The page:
Besides which, you can have non-celiac gluten sensitivity and still have no positive tests. Both diseases run in families with celiac disease, so all first degree relatives should definitely still get celiac disease testing and consider that they might have gluten intolerance if they are in poor health. There should be no need to put a name to something that obviously makes you feel ill to make someone believe you or cater to you. That's their issue, not yours.

 

I honestly don't know what important monitoring you mean, maybe I'm just missing something.

0

Share this post


Link to post
Share on other sites

Hi kamarie,

 

I'm had a similar experience.
The doctor I had in 2010 told me to stay gluten free and didn't want me to get tested.

I didn't know much. Then in 2011 my health problems returned.

I've been doing the gluten challenge since november 2012 to do the tests.

 

..............................................................................................................................................................

Here is another test:

 

"Rectal biopsy is useful for people who did not get tested 

before starting a gluten free diet and then want to definitely

know if they really do have Celiac Disease."

source: http://glutenfreeworks.com/gluten-disorders/celiac-disease/diagnosis-and-testing/

 

also:  http://www.ncbi.nlm.nih.gov/pubmed/9260799

..................................................................................................................................................................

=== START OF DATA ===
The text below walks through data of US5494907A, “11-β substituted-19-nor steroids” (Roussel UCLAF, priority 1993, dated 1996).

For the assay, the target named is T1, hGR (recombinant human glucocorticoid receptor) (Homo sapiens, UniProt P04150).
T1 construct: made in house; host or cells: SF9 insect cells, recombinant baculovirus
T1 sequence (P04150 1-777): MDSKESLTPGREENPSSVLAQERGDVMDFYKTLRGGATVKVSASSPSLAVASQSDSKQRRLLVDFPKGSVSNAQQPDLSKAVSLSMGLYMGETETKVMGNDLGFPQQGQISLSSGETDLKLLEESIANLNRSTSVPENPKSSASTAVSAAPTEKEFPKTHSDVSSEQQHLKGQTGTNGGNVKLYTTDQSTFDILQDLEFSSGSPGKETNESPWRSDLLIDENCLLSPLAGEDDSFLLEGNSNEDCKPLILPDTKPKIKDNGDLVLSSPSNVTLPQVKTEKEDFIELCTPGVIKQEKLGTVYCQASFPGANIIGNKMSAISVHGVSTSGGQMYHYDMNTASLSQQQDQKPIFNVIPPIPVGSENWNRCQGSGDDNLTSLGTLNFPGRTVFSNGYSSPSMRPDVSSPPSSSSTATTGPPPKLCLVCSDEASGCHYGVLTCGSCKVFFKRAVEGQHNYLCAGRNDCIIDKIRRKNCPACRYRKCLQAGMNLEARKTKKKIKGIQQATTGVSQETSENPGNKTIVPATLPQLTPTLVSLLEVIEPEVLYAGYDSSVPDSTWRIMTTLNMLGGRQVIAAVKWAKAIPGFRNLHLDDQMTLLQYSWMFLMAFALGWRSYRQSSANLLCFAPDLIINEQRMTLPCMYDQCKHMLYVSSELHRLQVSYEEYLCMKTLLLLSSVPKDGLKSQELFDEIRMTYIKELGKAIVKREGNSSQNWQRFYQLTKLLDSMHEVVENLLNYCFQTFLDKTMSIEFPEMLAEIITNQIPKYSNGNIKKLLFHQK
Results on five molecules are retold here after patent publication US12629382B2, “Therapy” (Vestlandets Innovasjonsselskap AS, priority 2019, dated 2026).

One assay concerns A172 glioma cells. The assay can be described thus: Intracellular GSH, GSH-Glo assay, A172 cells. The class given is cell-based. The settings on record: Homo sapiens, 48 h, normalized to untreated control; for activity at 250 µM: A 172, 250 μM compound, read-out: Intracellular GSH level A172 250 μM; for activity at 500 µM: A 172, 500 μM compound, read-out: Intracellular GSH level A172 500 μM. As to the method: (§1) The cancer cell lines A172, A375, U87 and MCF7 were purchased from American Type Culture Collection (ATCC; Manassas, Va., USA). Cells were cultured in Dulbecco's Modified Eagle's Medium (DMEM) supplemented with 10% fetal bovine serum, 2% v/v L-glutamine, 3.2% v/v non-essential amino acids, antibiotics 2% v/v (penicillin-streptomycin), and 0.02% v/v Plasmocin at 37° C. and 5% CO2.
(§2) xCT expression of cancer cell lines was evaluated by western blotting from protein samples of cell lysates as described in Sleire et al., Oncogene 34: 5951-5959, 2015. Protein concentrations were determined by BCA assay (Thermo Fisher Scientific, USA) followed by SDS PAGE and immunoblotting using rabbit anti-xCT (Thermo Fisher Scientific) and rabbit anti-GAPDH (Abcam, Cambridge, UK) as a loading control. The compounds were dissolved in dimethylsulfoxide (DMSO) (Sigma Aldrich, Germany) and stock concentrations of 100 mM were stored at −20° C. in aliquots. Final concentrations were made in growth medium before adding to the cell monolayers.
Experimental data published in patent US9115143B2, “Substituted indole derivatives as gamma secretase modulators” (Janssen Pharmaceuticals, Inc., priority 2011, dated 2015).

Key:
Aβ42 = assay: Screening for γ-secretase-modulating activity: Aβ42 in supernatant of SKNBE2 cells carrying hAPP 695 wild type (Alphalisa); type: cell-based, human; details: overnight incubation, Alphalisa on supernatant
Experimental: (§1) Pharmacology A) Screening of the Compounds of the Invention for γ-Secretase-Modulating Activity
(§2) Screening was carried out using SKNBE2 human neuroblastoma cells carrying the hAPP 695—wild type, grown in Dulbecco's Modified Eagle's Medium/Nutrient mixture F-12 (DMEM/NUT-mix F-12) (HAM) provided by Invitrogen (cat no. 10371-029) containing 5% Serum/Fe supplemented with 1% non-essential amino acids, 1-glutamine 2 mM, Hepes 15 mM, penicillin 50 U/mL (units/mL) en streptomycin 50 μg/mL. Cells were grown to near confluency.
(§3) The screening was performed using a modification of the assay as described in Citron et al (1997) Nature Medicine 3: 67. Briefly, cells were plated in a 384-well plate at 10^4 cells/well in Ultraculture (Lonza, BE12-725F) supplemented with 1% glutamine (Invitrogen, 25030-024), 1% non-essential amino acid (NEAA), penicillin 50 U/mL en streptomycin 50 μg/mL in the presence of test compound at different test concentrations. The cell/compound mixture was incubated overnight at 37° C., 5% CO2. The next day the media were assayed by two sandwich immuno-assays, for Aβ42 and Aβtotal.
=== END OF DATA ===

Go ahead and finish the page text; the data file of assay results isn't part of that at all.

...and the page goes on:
I didn't find a doctor in my city who knows how to do this test.

0

Share this post


Link to post
Share on other sites




Cavernio, this page explains why I'm thinking about diagnoses:  http://celiaccentral.wordpress.com/2012/10/03/going-gluten-free-before-the-diagnosis-do-or-dont/

 

AFAIK, if you have Celiac disease, doctors are more aggressive about checking for nutritional deficiencies and conditions related to having a severely damaged intestinal tract.  One person told me that they will also monitor your IgE (something like that, I don't know all the terms very well yet) to make sure you aren't eating gluten you don't know about.  But I haven't talked to an actual MD about this, so I could be wrong.

 

For me personally, it would help me determine how strict I need to be.  Although a gluten-free diet helps a lot, it hasn't made me 100% better.  Is it because I'm not really 100% gluten-free and I only think I am, and I'm still sick because of cross-contamination?  Or is something else causing my remaining health issues?  If a doctor could test me and say, "Well, there's no evidence you've consumed any gluten at all for the past 6 months," then I'd know there are other issues to investigate.